Just when you've finally adapted your team to working remotely, you're now facing a whole new challenge: bringing them back to the office. Unfortunately, it's not as simple as opening the doors and turning on the lights.

Transitioning remote teams in-house needs to be done with thoughtfulness, positivity, and persistence. Following safety protocols and reconfiguring the office space are not the only thing leaders need to consider. 

Here are three mistakes leaders should avoid when reacclimating staff to the workplace. 

1. You don't give enough notice.

The pandemic has forced thousands of companies to shut down offices, storefronts, restaurants, and more with next to little notice. And while circumstances justified this action, returning to work cannot be met with the same abrupt announcement. 

Many of your staff have had to juggle work, children, homeschooling, and managing the household. Needless to say, they will need ample notice to sort out child care and other personal matters that affect their day-to-day. We've all been left with enough surprises and unknowns. Don't let returning to the office be one of them.

At my company, we've already begun speaking to staff on when we expect to return even though we're still a few weeks out from giving the green light. This gives everyone the opportunity to start an open dialogue with management so we can address their concerns, and in some cases, make adjustments to our original plan.

2. You expect things to go back to the way they were.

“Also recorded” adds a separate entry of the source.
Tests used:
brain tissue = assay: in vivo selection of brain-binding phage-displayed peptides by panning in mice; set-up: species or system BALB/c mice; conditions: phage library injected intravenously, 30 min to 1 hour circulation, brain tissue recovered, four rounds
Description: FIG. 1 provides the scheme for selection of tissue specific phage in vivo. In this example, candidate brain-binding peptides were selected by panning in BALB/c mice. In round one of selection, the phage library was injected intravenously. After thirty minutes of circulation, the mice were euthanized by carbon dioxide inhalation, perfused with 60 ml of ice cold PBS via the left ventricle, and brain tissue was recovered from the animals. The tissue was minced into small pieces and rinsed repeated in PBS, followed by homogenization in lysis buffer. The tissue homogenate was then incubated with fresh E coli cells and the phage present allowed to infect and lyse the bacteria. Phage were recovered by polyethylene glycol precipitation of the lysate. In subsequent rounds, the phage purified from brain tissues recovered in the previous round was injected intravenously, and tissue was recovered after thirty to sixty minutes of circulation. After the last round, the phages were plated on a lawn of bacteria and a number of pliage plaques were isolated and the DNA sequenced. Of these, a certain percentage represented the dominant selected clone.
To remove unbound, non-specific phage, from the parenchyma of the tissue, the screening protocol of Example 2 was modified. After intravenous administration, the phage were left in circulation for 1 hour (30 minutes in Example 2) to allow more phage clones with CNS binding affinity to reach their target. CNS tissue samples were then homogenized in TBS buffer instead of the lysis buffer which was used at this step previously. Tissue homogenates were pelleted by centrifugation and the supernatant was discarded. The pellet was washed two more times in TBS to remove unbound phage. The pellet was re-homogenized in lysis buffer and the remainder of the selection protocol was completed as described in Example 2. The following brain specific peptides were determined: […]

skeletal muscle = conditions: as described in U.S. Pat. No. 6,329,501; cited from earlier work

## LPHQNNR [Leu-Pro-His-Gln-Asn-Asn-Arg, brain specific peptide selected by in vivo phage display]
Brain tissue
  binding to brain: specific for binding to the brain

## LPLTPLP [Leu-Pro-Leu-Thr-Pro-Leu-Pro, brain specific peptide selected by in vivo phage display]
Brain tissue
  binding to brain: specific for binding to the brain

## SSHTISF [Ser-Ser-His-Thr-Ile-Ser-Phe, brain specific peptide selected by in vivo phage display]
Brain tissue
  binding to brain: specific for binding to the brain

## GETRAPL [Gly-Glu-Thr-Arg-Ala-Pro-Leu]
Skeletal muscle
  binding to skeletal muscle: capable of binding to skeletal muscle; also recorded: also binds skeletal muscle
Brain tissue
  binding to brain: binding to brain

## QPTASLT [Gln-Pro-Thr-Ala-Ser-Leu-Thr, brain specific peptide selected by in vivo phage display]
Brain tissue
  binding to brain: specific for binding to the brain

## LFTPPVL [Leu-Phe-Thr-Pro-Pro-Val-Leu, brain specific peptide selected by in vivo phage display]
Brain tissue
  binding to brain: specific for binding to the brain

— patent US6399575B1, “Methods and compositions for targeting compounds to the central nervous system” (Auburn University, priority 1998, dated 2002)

Those first few days (if not weeks) back will be one of the hardest challenges leaders will face as they navigate new social-distancing systems and employee concerns. When reacclimating their remote team back to the office, you can bet there will be looming tension in the air. Everyone will be on high alert. While some people will be glad to be back, others will feel anxious and apprehensive.

What was once a buzzing office filled with conversation and camaraderie can all of a sudden become a quiet space interrupted by the drumming sound of clicking keyboards. It will take some time getting used to seeing staff adorned in masks and standing six-feet apart rather than sitting elbow-to-elbow in the lunchroom. 

Don't feel discouraged if things aren't returning back to the way they were, because, let's face it, they may never be exactly the same. If your business has survived the pandemic to this point, then you can definitely run the course as we head into the next phase. Employees are looking to leadership to make them feel safe, secure, and optimistic about the future. Redefine your new sense of normal and stay positive.

3. You stop focusing on culture.

Team building typically takes the form of happy hour Fridays, town hall meetings, and busy lunchrooms. Unfortunately, these will have to be shelved for the foreseeable future as we continue to keep our social distance.

If the camaraderie and office buzz you once felt each day may be missing, but don't let that discourage you. Stay focused on building your culture, even it means adapting new methods to do so. Throw a pajama day where staff can wear their PJs and slippers into the office. Or what about creating a Spotify playlist where staff can contribute their favorite songs, and then play it throughout the PA system?

Great leaders will turn a crisis into an opportunity. So while you may not be planning a company retreat, there are opportunities to think outside the box. Increasing employee engagement will enhance loyalty in the long run.